1-2-3 Come Do a Place Value Christmas Tree With Me
As you know, studying place value can be a bit tedious for some students, so I designed this "decorate a Christmas tree" craft, to put some “Woo Hoo!” into practicing place value.
Creating a super-cute PVT (lace alue ree) is an especially fun activity for your students, and a nice alternative to worksheets; making it that “extra special something” you can do for the month of December.
I’ve included 2 posters to help decorate.
You’re sure to get lots of compliments, as the results definitely have that “Wow!” factor, as mixing math concepts with an artistic twist is truly interesting.
The packet is very versatile, with lots of creative options for your students to choose from, which not only results in a nice variety of Christmas trees, but allows you to diversify your lessons.
The versatility allows younger kiddos, as well as older students, to create a Christmas tree that will have a two, three or even 4-digit number value!
Keep things simple for little ones and limit the number of decorative pieces and options, while challenging older students to create a bigger value for their trees.
The sample on your right uses "ones" blocks for ornaments, with a tree trunk made out of two, "10s" rods; giving it a total value of just 32. Perfect for students working on two-digit numbers.
The sample on the left, has a value of 769. This tree has no trunk (However, there are 4 trunk options to choose from), while the 1st tree, at the beginning of my post, not only has a 100-block trunk, but a decorative tree stand pot as well. Notice the "holly berry" is a ones block.
A 10s rod can also be a fun decoration. Make them look like a peppermint stick, by coloring an AB-AB (red-white) color pattern with a red marker or crayon.
Check out the last sample tree at the end of this article, to see how I made a 10s rod look like a candlestick, with a ones block glued on diagonally, for a "flame".
I had an absolute blast designing my samples, so I can safely say, that I think your students will also have a great time making their own place value Christmas tree.
Thirteen tree patterns, 4 stars and 2 angel tree toppers to choose from; plus endless ways you can mix and match the ones, tens and hundreds block ornaments, provides a lot of variety to your classroom's creations, making for an awesome display.
Solving this “mystery math” problem is also a ton of fun.
I’ve provided several worksheet options that will help students figure this out, as they practice and reinforce the various concepts of place value.
I've put a worksheet next to the matching tree in the photographs below.
Each of the 3 is different enough, so that you can do all of them.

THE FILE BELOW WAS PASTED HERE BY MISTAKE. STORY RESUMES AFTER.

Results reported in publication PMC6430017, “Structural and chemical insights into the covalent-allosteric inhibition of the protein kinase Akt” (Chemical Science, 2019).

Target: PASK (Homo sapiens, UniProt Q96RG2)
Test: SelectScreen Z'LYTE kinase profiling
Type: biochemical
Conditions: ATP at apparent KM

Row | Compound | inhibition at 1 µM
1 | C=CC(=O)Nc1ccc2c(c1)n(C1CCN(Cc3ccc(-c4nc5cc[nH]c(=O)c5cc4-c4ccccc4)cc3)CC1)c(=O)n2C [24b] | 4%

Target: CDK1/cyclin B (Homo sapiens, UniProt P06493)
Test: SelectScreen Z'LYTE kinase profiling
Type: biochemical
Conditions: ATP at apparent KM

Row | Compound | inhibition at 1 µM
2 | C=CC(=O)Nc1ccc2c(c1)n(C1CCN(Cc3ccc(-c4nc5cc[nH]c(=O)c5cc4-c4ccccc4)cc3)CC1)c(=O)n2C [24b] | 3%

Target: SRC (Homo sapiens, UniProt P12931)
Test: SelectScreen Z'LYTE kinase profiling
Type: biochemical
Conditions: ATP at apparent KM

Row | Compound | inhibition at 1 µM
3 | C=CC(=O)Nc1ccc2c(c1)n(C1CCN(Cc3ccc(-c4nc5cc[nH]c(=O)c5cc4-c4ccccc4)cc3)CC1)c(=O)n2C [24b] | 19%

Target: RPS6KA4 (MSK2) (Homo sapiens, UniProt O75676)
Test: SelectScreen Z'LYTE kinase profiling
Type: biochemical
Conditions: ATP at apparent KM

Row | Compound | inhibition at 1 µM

"Showing" their math of how they came up with their total, and explaining any conversions that they had to make, is a simple way to assess comprehension too.
Picking a partner and comparing their tree with a classmate's, provides practice with "greater, less than and equal to", math standards as well.
Students can write their total on the star or angel tree topper, or so that the place value really shows up, you can run off the 6 different elf tags, for children to write their name and the value of their tree on; placing the tag next to their Christmas tree on your bulletin board.
The trees look pretty with a black, blue or purple, construction-paper background, with the gifts glued underneath.
There are also several whole-group activities for graphing, data collection and analysis as well.
Limited time? This makes a super-fun homework assignment.
Another idea is to have students work with a partner or create one PVT in a small group of three, which will divide up the work and expedite completion.
Here’s a fun challenge: Give the small group a total tree value, and see how close they can get to hitting that number.
Students color, cut and glue the bird to the top of their writing prompt paper, then each day (for 10 days) they jot down (tweet) something sweet that they've done. (After all, Santa and the elves are watching & very interested in this information!)
Well that's it for today. Thanks for stopping by.
'Tis the season for attending all sorts of activities, so time to go see the school Christmas play. Three of our 10 grandchildren are old enough to be in it this year.
Wishing you a delightful December, filled with many memorable and love-filled moments.
"Christmas, gives us time to pause and reflect on the most important things around us." -David Cameron
1-2-3 Come Do Some More 2D Shape Activities With Me
Each month I like to have a little review of all of the 2D shapes, so this information stays stuck in my students’ heads.
With that in mind, I designed the "Shape Up!" turkey-themed packet, with a variety of games and activities that provide a fun way to review these shapes: circle, oval, triangle, square, rectangle, hexagon, pentagon, octagon, rhombus, trapezoid, heart & star.
There is an assortment of (12-on-a page) cards which can be used for “Memory Match” and “I Have; Who Has?” games.
I’ve included a 3-page “tip list” of ideas and other games you can use the cards for, such as: “Flip It”, “What’s Missing?” “Speed” & “Kaboom!”
Games can be played independently or as a whole group, then put in your math center.